• That makes complete sense. The only 2 handgun laser units I have (with the exception of the CT on my MP340) is a TLR2 (old one from 2007) and a X400. The TLR2 has been on my duty weapon (G21) for years, and I can also use it on my Beretta’s with the rail as well as my 1911’s and a few others I have with rails (point of impact varies, but that’s not what I use it for). Most of my practice with the laser is on my G21 and my Ed Brown 1911 I use for IPSC. I have tried the CT on the 1911 in the past and had the same problem with the high grip (especially if my trigger finger is straight on the rail. I sold that set and have stayed with the light combo units.

          I did try the LaserMax guide rod on my G21 about 7 or 8 years ago for a month. I had a lot of failure to feed issues (the slide would not completely return to battery 100% of the time, especially around the 5th or 6th round in a magazine, similar to limp-wristing). I sent that thing back quick. I know some people that really like it and haven’t had issues, but it didn’t work for me.

          I wish I could switch over to the X400 (I like the pressure pad) on my duty weapon, but Safariland doesn’t make a 6280 holster for that combo. 🙁 I recently picked up that unit (the new high output version), and it is about 5X as bright as my old TLR2.

  2. I find the laser distracting. I do have one integrated into the light on my nightstand gun. But I ignore it for aiming. I do not like to practice dry firing with it as I don’t want to get into the habit of relying on it. I concentrate on the front sight.

  3. No, I do not use a laser for practice.

    With practice most people do not need sights for effective combat accuracy at distances to 10 feet or so. That methodology means a person can put rounds down range at the fastest time physically possible … and do so even if their laser battery or the laser itself fails.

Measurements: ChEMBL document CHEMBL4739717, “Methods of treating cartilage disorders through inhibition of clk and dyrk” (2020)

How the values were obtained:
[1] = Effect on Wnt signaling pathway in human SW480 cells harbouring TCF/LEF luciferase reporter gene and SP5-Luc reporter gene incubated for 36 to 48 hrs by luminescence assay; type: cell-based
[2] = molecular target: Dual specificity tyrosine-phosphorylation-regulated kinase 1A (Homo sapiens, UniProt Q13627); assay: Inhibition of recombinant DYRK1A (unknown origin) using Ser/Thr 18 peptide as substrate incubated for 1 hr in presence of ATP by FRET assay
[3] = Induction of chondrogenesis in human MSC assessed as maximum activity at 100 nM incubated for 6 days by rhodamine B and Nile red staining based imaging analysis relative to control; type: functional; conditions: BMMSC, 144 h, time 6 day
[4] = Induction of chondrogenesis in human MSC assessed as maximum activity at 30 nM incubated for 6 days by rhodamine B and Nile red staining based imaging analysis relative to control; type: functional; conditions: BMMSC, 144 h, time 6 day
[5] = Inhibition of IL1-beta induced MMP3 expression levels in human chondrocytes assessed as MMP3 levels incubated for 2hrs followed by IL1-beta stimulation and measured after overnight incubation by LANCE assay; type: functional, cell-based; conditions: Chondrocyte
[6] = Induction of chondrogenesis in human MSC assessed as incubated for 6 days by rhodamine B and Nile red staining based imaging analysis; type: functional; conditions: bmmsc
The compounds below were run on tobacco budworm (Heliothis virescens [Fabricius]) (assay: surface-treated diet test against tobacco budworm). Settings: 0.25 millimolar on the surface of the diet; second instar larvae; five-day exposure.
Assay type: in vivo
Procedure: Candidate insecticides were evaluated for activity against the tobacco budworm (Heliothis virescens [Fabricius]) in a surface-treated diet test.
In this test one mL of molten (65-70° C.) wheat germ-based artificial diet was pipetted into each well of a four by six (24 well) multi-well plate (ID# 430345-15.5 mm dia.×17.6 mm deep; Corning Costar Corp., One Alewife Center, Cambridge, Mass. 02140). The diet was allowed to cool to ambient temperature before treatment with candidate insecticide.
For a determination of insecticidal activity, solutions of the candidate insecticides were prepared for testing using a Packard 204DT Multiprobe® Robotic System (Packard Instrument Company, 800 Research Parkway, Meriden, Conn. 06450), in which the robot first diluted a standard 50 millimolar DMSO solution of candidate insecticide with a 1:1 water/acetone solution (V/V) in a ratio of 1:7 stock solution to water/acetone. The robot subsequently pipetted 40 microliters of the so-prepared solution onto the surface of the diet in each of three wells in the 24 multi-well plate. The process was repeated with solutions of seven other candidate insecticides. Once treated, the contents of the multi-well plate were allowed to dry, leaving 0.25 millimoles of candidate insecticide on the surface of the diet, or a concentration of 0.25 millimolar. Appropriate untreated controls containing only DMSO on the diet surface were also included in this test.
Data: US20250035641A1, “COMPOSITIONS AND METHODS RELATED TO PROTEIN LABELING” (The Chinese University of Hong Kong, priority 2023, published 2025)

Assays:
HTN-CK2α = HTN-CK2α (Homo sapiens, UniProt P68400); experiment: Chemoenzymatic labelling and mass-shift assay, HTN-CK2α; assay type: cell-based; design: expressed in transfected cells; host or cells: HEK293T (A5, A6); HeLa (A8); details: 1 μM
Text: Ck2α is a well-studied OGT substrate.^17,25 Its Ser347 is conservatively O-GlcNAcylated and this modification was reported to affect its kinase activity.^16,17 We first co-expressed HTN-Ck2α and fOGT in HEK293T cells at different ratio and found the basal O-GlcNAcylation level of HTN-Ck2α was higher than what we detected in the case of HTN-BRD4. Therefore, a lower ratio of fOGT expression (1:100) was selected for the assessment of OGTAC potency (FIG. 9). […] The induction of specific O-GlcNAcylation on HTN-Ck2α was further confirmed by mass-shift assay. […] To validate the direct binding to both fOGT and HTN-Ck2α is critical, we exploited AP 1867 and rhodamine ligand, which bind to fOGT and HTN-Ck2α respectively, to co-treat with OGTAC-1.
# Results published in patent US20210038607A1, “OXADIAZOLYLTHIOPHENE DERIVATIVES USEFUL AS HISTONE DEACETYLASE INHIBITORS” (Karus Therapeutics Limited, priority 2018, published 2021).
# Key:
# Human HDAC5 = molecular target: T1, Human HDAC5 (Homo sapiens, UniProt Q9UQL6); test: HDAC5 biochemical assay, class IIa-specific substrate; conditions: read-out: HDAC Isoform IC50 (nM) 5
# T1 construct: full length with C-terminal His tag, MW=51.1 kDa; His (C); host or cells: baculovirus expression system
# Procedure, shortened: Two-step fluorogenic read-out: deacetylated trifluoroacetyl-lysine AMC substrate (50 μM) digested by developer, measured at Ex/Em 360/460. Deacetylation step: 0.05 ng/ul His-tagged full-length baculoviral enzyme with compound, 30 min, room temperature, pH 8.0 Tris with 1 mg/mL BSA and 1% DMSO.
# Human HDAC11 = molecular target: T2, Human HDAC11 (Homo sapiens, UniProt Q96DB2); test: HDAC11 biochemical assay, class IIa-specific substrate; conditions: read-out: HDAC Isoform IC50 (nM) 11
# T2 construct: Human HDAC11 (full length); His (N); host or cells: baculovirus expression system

Lasers really shine (pun intended) when trying to put precise rounds on target at “long” ranges without a lot of practice.

  4. I like lasers for plinking, or squirrel control..
    I like the idea of a laser as that added intimidation deterrent. But that’s not really something you can count on. Just because I would beat feet at the sound of a shotgun being racked and a red dot, doesn’t mean everybody else would. And I do hate the idea that somebody might count on the sound and the dot, more than being able to pull the trigger.

    For training trigger control, locating flinches and such.. sure.
    For live fire, I would do without it. I’d hate to need a crutch.

  5. They are fantastic for dry firing in the home.
    Quadruple your trigger time AND shoot bad guys on TV!

  6. My LCP has a Lasermax on it. When I first got the gun, I thought I’d be using it all the time. Instead, I tend to forget it’s there. The little .380 is a point and shoot gun. I’ve gotten accurate by aiming with boy eyes open and firing. I’m pretty sure I won’t be making any 50 yard shots with the LCP. The laser is sort of helpful with dry firing exercises, but mostly it’s just a pain in the ass when ordering holsters.